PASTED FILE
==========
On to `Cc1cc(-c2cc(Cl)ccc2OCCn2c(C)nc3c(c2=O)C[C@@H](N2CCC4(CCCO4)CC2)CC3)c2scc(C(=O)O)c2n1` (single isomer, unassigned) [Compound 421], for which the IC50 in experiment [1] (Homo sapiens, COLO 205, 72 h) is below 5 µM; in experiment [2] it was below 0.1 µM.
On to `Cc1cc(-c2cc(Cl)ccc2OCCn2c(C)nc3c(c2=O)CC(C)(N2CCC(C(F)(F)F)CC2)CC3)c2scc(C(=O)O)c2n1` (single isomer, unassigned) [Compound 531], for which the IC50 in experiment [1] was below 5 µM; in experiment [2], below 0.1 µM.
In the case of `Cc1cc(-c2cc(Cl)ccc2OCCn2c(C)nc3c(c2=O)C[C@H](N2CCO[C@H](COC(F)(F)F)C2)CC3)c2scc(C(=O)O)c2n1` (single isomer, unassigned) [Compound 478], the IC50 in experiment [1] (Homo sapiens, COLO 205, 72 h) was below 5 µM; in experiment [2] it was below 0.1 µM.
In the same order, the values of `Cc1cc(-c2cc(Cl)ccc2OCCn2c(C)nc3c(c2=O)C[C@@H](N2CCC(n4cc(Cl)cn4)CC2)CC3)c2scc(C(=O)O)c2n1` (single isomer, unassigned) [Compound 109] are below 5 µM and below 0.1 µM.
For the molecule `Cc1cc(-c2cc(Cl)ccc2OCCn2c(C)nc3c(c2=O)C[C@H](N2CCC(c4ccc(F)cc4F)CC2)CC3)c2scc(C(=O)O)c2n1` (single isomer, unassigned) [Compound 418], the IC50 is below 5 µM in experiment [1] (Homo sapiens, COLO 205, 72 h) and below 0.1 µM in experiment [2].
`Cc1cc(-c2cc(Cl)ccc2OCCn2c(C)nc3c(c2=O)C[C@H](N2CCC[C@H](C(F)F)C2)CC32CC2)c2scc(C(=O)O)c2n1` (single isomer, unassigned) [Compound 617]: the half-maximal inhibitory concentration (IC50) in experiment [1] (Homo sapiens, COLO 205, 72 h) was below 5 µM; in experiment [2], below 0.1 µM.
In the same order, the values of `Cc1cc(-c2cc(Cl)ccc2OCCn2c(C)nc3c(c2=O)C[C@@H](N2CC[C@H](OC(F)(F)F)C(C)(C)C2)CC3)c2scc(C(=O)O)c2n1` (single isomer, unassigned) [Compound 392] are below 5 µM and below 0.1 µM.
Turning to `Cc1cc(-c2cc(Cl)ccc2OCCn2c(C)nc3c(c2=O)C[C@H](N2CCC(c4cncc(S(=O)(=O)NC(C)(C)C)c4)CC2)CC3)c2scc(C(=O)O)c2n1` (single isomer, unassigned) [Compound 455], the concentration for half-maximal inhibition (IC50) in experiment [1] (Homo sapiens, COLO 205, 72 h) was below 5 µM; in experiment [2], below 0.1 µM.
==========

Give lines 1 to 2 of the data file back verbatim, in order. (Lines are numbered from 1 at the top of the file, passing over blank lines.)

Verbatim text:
On to `Cc1cc(-c2cc(Cl)ccc2OCCn2c(C)nc3c(c2=O)C[C@@H](N2CCC4(CCCO4)CC2)CC3)c2scc(C(=O)O)c2n1` (single isomer, unassigned) [Compound 421], for which the IC50 in experiment [1] (Homo sapiens, COLO 205, 72 h) is below 5 µM; in experiment [2] it was below 0.1 µM.
On to `Cc1cc(-c2cc(Cl)ccc2OCCn2c(C)nc3c(c2=O)CC(C)(N2CCC(C(F)(F)F)CC2)CC3)c2scc(C(=O)O)c2n1` (single isomer, unassigned) [Compound 531], for which the IC50 in experiment [1] was below 5 µM; in experiment [2], below 0.1 µM.